On your mark, get set . . . for the Summer Olympics
Look for coverage of area athletes or coaches heading to Beijing. Start a wall display or scrapbook to keep track of any from your city or state.
Find an Olympics feature or column that's not directly about athletics, such as reports on souvenirs, business, volunteers, visitors, Beijing's environment or political issues.
Although there are lots of ways to learn who wins medals and to see dramatic competitions, local papers and their web sites will provide distinctive Olympics coverage. Talk about what sets the paper apart from network TV or other national media.
Elite amateur athletes from around the globe begin moving into the Olympic Village in Beijing, China's capital, near the end of this month so they can do on-site training. And in just over three weeks, teams from about 200 countries will parade behind their flags at colorful opening ceremonies for the Summer Olumpics - held every four years in a different city.
Thanks to the Internet and other new technology, there are more ways than ever to catch the action and keep track of who wins bronze, gold and silver medals during the Aug. 8-24 event. Because Beijing is 13 hours ahead of Eastern Time in America, online video sometimes will be available here a half-day before NBC-TV broadcasts the competition during evening. prime time For that reason, the network also will stream 2,200 hours of live coverage online with interactive features and user control.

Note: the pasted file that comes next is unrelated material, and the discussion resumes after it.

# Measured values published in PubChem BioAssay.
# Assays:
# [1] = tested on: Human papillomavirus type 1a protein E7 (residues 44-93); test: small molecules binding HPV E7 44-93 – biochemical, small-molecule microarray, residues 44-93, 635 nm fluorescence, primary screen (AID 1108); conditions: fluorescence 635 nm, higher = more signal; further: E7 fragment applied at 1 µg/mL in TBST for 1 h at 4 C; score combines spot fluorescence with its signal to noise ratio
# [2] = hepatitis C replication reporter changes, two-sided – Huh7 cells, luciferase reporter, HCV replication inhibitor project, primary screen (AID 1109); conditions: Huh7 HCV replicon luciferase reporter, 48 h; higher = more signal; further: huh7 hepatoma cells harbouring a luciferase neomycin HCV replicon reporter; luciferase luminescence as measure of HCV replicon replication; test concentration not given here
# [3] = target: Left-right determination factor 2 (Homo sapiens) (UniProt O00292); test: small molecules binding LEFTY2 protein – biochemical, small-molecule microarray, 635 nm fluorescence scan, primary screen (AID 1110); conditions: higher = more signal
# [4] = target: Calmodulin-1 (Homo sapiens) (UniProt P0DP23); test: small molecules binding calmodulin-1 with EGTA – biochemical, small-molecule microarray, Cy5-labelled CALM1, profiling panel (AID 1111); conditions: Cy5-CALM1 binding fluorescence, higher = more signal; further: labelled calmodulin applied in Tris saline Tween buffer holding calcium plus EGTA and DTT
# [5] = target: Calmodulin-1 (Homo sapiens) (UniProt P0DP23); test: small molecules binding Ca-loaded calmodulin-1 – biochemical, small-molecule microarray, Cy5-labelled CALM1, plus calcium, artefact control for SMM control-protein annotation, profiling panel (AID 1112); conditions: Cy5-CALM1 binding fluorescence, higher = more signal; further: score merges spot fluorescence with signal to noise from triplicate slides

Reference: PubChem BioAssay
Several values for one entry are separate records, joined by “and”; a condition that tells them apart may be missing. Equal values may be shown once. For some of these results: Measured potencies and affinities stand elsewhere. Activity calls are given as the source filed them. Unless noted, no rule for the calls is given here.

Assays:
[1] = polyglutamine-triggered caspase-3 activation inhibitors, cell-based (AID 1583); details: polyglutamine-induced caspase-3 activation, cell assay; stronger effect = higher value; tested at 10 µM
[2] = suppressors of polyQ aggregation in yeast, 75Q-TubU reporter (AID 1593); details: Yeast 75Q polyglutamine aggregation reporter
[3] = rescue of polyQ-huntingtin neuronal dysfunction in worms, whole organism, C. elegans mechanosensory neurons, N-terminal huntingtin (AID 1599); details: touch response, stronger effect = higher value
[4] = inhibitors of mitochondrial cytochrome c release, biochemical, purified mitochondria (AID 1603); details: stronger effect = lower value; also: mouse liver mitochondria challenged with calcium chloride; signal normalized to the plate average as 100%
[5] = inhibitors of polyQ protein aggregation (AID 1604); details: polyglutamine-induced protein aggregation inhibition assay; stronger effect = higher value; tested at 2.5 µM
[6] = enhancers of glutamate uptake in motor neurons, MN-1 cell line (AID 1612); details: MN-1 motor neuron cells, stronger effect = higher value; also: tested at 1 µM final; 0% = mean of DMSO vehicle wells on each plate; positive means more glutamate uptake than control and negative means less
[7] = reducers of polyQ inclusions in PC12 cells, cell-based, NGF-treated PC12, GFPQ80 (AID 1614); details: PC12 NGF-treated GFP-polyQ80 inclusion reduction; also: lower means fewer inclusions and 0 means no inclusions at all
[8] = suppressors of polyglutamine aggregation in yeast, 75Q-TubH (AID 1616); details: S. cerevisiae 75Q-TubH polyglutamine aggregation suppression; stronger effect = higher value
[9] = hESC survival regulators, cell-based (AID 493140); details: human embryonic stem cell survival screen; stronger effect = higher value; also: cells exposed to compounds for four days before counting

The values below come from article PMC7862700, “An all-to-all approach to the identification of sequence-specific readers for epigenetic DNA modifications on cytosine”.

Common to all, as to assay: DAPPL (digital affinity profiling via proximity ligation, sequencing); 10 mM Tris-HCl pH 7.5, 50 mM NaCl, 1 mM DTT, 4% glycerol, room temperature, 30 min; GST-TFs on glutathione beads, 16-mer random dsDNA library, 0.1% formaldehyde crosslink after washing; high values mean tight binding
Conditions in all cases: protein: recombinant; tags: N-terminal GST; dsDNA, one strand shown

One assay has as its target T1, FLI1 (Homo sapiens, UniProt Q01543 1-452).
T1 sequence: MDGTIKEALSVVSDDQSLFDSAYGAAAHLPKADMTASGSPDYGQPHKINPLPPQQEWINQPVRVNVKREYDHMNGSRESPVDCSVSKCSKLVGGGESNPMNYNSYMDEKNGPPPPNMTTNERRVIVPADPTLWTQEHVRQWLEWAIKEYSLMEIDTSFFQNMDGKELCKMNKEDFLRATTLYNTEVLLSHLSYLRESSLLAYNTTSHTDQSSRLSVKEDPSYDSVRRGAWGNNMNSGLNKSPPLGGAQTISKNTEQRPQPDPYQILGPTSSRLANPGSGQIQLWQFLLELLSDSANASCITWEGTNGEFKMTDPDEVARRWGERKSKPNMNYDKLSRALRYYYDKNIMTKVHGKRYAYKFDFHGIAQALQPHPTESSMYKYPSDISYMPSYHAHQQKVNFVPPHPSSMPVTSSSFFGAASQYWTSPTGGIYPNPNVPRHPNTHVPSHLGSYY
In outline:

Separately, serious fans can get text alerts and video feeds to their mobile phones. And those who miss anything also can find the action on YouTube by the next day, naturally. As with other forms of news and entertainment, the old approach of simply watching the Olympics on TV at night is no longer the only game in play.
Popular events: Swimming, basketball, baseball, beach volleyball, water polo, gymnastics, track and field, mountain biking and - a newcomer - bicycle motocross (BMX).
By the numbers: 17,600 journalists and broadcast technicians will cover 10,700 athletes in 28 sports at 37 competitions sites.
Olympic official says: "Many people outside China don't know about China or its development, and they have many misconceptions. So the Games provide a good opportunity to communicate." -- Gerhard Heiberg of the International Olympic Committee
Front Page Talking Points Archive